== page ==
By: Dr. Tyler Fortman
Chicago can be a tough place to survive, succeed, and thrive professionally. It’s not only the third largest city in the country, it’s also home to companies like Boeing, United Airlines, McDonald’s, and Walgreens.
The pace is fast and the expectations high. It’s quite common for Chicagoans to feel some level of job stress; but, the chronic experience of job related stress can lead to burnout.
So, are we all just screwed? In addition to environmental factors, personal factors are also a major contributor to burnout. In his declarative book on the topic, Burnout: The High Cost of High Achievement, Dr. Freudenberger defines burnout by saying it is, “To deplete oneself. To exhaust one’s physical and mental resources.
To wear oneself out by excessively striving to reach some unrealistic expectation imposed by one’s self or by the values of society.” (Notably, many books have followed suit with Dr. Freudenberger’s initial definition.) Notice the emphasis on the individual?
People who hold unrealistic expectations (especially expectations of perfection or idealism), over identify with their career, or have single-minded goal pursuits with limited other interests are especially prone to burnout. There is a reason Dr. Freudenberger calls it the “super-achiever sickness.”
Burnout begins with high ideals and expectations (both internally and externally imposed) – a musician who is going to be the next legend, a teacher who is going to inspire every student, or a nurse who is going to save every life.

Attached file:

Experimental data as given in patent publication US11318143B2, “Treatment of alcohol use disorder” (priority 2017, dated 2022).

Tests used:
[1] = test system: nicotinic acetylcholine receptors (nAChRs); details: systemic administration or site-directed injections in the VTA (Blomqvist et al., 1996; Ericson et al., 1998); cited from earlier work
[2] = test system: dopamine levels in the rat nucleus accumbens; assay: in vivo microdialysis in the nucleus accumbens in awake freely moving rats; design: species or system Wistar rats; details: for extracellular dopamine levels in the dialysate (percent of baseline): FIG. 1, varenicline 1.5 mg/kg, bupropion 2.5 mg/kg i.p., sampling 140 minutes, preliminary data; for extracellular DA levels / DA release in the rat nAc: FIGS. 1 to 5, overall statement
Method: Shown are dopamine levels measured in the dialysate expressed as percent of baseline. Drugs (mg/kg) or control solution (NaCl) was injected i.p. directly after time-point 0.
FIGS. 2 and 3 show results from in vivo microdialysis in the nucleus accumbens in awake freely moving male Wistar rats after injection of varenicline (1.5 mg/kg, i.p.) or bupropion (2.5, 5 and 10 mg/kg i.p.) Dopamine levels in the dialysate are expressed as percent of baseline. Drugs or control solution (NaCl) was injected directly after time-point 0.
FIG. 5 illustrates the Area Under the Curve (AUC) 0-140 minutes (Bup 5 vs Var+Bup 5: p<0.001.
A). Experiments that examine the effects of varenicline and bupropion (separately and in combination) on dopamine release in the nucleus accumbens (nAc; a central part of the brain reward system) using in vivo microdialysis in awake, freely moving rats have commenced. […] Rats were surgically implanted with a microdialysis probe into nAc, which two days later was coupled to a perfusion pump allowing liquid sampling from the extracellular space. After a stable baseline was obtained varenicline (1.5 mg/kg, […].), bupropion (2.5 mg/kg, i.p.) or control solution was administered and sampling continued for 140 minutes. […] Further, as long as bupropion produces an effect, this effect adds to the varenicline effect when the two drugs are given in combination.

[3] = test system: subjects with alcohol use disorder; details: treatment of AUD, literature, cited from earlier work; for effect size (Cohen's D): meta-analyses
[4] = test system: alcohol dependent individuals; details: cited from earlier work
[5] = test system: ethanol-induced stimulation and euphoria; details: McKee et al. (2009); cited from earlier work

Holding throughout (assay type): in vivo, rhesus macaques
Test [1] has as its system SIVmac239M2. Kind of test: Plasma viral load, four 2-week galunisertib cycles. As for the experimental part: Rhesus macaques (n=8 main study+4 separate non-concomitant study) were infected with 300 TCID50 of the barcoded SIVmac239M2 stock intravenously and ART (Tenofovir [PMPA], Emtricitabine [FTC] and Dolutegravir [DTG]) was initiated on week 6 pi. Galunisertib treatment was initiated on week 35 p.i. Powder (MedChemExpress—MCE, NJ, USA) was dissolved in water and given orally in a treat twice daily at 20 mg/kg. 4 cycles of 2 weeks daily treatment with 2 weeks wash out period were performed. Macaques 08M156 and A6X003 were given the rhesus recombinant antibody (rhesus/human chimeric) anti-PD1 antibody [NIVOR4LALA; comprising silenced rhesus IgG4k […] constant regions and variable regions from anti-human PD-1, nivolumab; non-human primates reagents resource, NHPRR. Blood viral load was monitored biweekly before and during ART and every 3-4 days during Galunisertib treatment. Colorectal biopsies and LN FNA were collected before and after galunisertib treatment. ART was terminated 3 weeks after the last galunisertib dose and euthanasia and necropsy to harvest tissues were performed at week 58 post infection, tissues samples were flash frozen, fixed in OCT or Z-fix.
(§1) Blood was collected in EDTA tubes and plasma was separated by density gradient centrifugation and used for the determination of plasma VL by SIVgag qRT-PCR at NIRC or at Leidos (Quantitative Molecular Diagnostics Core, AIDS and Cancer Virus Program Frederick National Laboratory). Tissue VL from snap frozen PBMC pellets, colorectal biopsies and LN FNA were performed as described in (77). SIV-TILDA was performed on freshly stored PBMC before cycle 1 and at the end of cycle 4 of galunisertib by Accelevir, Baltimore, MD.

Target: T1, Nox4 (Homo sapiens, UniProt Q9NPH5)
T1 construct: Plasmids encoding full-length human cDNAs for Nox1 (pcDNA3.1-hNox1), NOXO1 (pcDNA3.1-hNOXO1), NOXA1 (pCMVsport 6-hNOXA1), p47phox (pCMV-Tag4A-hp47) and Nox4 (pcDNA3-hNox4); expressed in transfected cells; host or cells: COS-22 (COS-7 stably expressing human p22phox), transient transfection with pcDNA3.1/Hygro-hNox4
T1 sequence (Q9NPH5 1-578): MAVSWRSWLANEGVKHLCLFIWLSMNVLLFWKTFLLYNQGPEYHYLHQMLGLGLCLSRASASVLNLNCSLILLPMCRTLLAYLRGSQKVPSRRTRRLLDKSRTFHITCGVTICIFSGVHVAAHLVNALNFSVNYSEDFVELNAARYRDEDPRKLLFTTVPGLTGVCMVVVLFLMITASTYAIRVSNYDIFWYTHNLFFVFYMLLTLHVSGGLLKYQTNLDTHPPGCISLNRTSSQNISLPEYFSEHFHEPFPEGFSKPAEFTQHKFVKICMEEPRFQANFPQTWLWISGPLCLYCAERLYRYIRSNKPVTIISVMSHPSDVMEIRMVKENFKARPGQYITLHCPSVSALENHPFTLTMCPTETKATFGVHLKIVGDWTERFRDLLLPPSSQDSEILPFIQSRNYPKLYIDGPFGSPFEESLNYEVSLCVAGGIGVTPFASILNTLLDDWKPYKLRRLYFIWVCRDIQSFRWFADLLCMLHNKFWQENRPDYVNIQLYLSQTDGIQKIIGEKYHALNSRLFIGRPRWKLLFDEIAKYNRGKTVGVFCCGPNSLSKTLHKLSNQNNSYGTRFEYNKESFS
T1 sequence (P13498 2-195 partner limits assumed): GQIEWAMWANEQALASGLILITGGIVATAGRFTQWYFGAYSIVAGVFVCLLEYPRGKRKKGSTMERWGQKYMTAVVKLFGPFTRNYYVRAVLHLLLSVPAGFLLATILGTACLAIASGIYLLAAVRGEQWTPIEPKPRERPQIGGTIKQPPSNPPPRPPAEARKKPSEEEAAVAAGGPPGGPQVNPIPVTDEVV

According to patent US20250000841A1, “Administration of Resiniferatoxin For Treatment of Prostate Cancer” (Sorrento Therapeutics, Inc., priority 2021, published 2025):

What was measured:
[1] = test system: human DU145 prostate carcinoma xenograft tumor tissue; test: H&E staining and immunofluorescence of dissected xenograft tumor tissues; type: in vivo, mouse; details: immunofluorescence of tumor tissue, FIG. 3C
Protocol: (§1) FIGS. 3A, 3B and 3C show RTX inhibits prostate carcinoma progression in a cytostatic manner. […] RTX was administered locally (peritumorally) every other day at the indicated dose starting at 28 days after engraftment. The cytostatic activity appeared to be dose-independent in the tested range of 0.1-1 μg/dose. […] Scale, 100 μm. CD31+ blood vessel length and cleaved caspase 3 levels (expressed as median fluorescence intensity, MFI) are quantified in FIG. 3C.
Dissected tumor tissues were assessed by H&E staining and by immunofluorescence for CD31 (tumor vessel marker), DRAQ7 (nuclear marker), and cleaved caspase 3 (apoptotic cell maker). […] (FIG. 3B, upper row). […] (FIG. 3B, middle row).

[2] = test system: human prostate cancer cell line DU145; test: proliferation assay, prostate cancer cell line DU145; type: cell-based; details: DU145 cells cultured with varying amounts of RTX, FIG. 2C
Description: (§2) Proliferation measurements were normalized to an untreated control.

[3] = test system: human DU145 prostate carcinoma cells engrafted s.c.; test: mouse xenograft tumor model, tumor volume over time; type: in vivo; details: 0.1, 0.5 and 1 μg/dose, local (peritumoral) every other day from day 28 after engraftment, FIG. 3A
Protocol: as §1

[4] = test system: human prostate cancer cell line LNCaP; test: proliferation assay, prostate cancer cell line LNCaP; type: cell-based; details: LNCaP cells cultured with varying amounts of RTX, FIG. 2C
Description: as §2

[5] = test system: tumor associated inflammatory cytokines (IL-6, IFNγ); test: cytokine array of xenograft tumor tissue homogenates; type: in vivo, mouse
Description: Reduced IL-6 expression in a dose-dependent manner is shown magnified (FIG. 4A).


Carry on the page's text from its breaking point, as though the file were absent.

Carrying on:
These ideals lead to extraordinary efforts to be successful. When these efforts come to fruition and the efforts are reinforced (e.g., a musician receives a standing ovation, an inspired student thanks their teacher, or a nurse saves a life, etc.), all is well.
However, if the effort doesn’t result in the expected outcome, people prone to burnout increase their efforts. If the expected “success” is still not achieved, the person is likely to move through the stages of burnout.
Stage I (initially): fatigue, decreased performance, stress
Stage I (later): exhaustion, frustration, disillusionment
Stage II: denial, impaired judgment, blaming others, defensiveness, apathy, cynicism, depression
Stage III: disorientation, despair, disengagement, distancing, dullness
Take a moment and consider if you’re experiencing burnout at any stage. If so, or if you are prone to it, consider these 3 action steps:
1 Exercise Balance – Make sure your life is balanced. Burnout is far less likely if you have important relationships, a focus on physical wellness, and hobbies in your life. Take a look at your schedule. Do you have adequate time for pursuits that aren’t career oriented? Try a week in which you schedule at least one alternative activity (e.g., a date, meditation, yoga class, dinner with friends, a call to your family, etc.)
2 Monitor Your Energy Level – fatigue and, later, exhaustion are initial signs of burnout. Make sure that you are getting enough sleep, eating well, and exercising regularly. Check-in with yourself often. How energetic do you feel? Rate your energy level on a scale of 1-10 for a week.
3 Maintain Realistic Expectations – You are probably extremely talented and driven. You have probably studied at the best schools and mastered more than your peers. Still, not everything will work out all of the time. It’s crucial to check your expectations. Are they idealistic? Do they leave room for error? Do they leave room for environmental influences? How do you handle disappointments?
If you don’t succeed, do you turn it up a notch and enact and almost desperate need to reach your goal? If you are having trouble understanding why you are experiencing extreme expectations of yourself or having difficulty changing it, consider counseling.